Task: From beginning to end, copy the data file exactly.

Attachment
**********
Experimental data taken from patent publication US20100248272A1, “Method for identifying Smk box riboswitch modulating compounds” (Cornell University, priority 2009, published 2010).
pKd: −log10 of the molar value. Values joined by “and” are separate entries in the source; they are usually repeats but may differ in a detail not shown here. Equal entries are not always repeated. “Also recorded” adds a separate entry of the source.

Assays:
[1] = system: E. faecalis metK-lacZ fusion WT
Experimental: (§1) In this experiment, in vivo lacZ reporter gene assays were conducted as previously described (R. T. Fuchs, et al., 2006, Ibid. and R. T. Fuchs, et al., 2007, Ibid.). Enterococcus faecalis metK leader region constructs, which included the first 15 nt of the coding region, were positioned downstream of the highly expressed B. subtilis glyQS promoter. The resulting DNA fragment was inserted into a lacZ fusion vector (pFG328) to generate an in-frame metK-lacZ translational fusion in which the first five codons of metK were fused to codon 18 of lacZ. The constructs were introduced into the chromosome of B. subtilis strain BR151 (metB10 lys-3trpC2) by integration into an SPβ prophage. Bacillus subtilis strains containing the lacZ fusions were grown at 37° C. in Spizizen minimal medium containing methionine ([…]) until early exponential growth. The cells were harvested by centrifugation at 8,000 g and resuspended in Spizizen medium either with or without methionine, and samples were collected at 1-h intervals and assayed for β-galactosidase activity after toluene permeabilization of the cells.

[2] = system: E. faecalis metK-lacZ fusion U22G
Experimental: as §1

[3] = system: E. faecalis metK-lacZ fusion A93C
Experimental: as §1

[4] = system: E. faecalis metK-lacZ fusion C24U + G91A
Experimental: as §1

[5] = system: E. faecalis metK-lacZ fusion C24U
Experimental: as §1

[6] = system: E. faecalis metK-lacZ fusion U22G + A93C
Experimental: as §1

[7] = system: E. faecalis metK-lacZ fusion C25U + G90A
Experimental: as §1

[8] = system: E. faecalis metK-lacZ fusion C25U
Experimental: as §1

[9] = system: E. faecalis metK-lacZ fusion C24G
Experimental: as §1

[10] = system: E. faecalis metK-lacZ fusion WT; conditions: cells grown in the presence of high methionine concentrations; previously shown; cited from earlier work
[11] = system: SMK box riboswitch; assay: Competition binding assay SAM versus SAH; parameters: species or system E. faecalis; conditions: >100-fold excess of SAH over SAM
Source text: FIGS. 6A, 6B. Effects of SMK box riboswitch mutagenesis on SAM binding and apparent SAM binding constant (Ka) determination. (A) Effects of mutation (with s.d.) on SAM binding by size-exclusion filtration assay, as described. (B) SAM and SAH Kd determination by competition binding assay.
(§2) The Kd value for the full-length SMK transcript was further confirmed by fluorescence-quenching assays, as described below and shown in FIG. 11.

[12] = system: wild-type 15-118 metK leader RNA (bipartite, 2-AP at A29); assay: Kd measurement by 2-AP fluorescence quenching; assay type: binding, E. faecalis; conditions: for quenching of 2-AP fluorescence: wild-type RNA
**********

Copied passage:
Experimental data taken from patent publication US20100248272A1, “Method for identifying Smk box riboswitch modulating compounds” (Cornell University, priority 2009, published 2010).
pKd: −log10 of the molar value. Values joined by “and” are separate entries in the source; they are usually repeats but may differ in a detail not shown here. Equal entries are not always repeated. “Also recorded” adds a separate entry of the source.

Assays:
[1] = system: E. faecalis metK-lacZ fusion WT
Experimental: (§1) In this experiment, in vivo lacZ reporter gene assays were conducted as previously described (R. T. Fuchs, et al., 2006, Ibid. and R. T. Fuchs, et al., 2007, Ibid.). Enterococcus faecalis metK leader region constructs, which included the first 15 nt of the coding region, were positioned downstream of the highly expressed B. subtilis glyQS promoter. The resulting DNA fragment was inserted into a lacZ fusion vector (pFG328) to generate an in-frame metK-lacZ translational fusion in which the first five codons of metK were fused to codon 18 of lacZ. The constructs were introduced into the chromosome of B. subtilis strain BR151 (metB10 lys-3trpC2) by integration into an SPβ prophage. Bacillus subtilis strains containing the lacZ fusions were grown at 37° C. in Spizizen minimal medium containing methionine ([…]) until early exponential growth. The cells were harvested by centrifugation at 8,000 g and resuspended in Spizizen medium either with or without methionine, and samples were collected at 1-h intervals and assayed for β-galactosidase activity after toluene permeabilization of the cells.

[2] = system: E. faecalis metK-lacZ fusion U22G
Experimental: as §1

[3] = system: E. faecalis metK-lacZ fusion A93C
Experimental: as §1

[4] = system: E. faecalis metK-lacZ fusion C24U + G91A
Experimental: as §1

[5] = system: E. faecalis metK-lacZ fusion C24U
Experimental: as §1

[6] = system: E. faecalis metK-lacZ fusion U22G + A93C
Experimental: as §1

[7] = system: E. faecalis metK-lacZ fusion C25U + G90A
Experimental: as §1

[8] = system: E. faecalis metK-lacZ fusion C25U
Experimental: as §1

[9] = system: E. faecalis metK-lacZ fusion C24G
Experimental: as §1

[10] = system: E. faecalis metK-lacZ fusion WT; conditions: cells grown in the presence of high methionine concentrations; previously shown; cited from earlier work
[11] = system: SMK box riboswitch; assay: Competition binding assay SAM versus SAH; parameters: species or system E. faecalis; conditions: >100-fold excess of SAH over SAM
Source text: FIGS. 6A, 6B. Effects of SMK box riboswitch mutagenesis on SAM binding and apparent SAM binding constant (Ka) determination. (A) Effects of mutation (with s.d.) on SAM binding by size-exclusion filtration assay, as described. (B) SAM and SAH Kd determination by competition binding assay.
(§2) The Kd value for the full-length SMK transcript was further confirmed by fluorescence-quenching assays, as described below and shown in FIG. 11.

[12] = system: wild-type 15-118 metK leader RNA (bipartite, 2-AP at A29); assay: Kd measurement by 2-AP fluorescence quenching; assay type: binding, E. faecalis; conditions: for quenching of 2-AP fluorescence: wild-type RNA